It seems the Pokemon Go crime wave hoax fabricated by 26-year-old Pablo Reyes on CartelPress.com foreshadowed several real-life, non-fictional accidents. Incidents caused by the immensely popular augmented-reality smartphone game range from mishaps and misadventures to near-tragedies.
While CartelPress.com’s report of a major highway accident occurring in Massachusetts after a man stopped in the middle of a multilane highway “to catch Pikachu” was made in jest, on Tuesday, Texas A&M University police tweeted that a parked car was struck from behind after the “driver had exited to catch a Pokemon.”
Tuesday night in Auburn, New York, 28-year-old Steven Cary crashed his car into a tree while playing Pokemon Go. Police Chief Shawn Butler told The Daily Beast that Cary—a former U.S. Marine—admitted to playing the game while driving.
The terrifying sightings of locals playing Pokemon Go while driving, as well as an onslaught of images featuring Pokemon on car dashboards, prompted New York state’s Department of Motor Vehicles (DMV) to issue public safety warnings.
In a press statement released on July 12, DMV Executive Deputy Commissioner Terri Egan reminded the public that “a fun game can have tragic real-world consequences.” She urged New Yorkers to “put their phones down instead of playing the popular Pokemon Go game while behind the wheel or walking near or across roadways.”
Unfortunately, Autumn Deiseroth of Tarentum, Pennsylvania didn’t receive such a warning. The 15-year-old was hit by a car while walking home after catching Pokemon. Apparently, the route home with the most Pokemon happened to involve crossing a busy highway during rush hour traffic.
Local police departments are regularly posting reminders about the dangers of Pokemon Go. “Don’t catch and drive” messages have been popping up on many public safety Twitter and Facebook feeds. Highways have even begun to put up emergency notices that read, “Don’t Pokemon and Drive.”
The Mesa County Sheriff’s office in Colorado was spotted sporting window decals on patrol cars featuring Pikachu, a popular Pokemon character, shouting, “Arrive alive. Don’t catch and drive!!!”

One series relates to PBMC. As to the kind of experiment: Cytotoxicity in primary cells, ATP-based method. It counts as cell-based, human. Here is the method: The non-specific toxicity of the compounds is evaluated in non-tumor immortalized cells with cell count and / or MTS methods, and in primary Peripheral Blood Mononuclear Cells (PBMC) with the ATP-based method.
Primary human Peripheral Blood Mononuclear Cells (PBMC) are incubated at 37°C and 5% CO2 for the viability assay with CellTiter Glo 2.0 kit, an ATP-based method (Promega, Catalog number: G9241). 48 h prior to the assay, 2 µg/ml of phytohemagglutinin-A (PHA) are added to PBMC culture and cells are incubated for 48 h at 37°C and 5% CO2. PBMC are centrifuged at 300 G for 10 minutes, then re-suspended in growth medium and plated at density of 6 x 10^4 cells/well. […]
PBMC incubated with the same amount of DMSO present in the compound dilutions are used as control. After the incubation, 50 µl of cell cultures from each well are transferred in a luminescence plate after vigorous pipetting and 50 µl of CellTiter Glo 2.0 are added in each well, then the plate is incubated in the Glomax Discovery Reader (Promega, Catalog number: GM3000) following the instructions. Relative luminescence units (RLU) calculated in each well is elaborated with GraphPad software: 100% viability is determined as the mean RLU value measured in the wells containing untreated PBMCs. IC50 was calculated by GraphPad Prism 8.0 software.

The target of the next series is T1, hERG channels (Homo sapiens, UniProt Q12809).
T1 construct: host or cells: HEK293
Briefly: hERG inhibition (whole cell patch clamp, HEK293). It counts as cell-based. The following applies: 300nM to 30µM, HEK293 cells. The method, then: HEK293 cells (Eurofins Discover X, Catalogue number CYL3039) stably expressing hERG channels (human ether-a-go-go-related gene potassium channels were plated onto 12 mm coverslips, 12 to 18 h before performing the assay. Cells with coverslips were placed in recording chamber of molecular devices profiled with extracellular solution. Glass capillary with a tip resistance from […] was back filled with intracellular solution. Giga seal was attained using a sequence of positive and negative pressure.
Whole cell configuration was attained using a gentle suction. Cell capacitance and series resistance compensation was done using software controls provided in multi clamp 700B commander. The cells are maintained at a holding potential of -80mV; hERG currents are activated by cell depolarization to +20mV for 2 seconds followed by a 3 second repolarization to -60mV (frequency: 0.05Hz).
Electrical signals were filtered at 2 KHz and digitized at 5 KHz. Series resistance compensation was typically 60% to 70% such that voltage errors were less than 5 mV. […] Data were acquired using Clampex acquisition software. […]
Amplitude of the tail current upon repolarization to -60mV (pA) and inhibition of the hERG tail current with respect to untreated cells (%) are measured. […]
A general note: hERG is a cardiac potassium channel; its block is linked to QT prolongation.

But it’s not just traffic accidents that have police officers worried. On Wednesday, firefighters were called to rescue two men in North San Diego County who had walked off a cliff while trying to capture animated creatures. The two men were playing the game separately—firefighters only found the second man, who was unconscious a few feet below, when they went to rescue the first.
And just because it hasn’t happened yet, doesn’t mean a rising Pokemon “trainer” won’t fall off the edge of a bridge or subway platform. One woman tweeted: “I told myself I wouldn’t do anything dangerous for pokemongo but here I am under a bridge for a damn staryu.”
Two other users posted pictures of pokemon on the edge of rooftops, one in Dublin and another in Oxford. So at least we know it’s not just Americans willing to put aside all common sense to “catch ’em all.”
The New York City Transit recently tweeted a number of warnings due to the large number of Pokemon being found in subway stations. One of these advisories included a screenshot showing a subway station that had been made a Pokestop captioned “we know you’re searching far and wide, but please don’t catch Pokemon while walking down stairs.” Another said, “we know you gotta catch ’em all, but stay behind that yellow line when in the subway.”
In another bizarre incident, The Guardian reported that a group of teenages got lost in Wiltshire while searching for Pokemon in a network of underground caves. They had to be evacuated by a group of firefighters and mine rescue experts. The Trowbridge Fire Station posted a tweet which read “3 Pumps, 2 Rope Rescue units respond to Box to assist 4 people lost in the mines.”
The incidents have gotten so out of hand that some companies are banning Pokemon Go for safety reasons. According to a memo posted by 9to5mac.com, the U.S. aerospace company Boeing reportedly told employees: “We had a near miss for a user getting hurt while playing the game. Due to that, we had to react and disable to Pokemon app from all devices.”
When called to confirm the app’s ban, however, Bernard Choi, director of Director of Communications for Boeing, said that the ban “does not apply only to Pokemon Go” and was a reiteration of an existing policy which “applies to any use of mobile devices while walking.”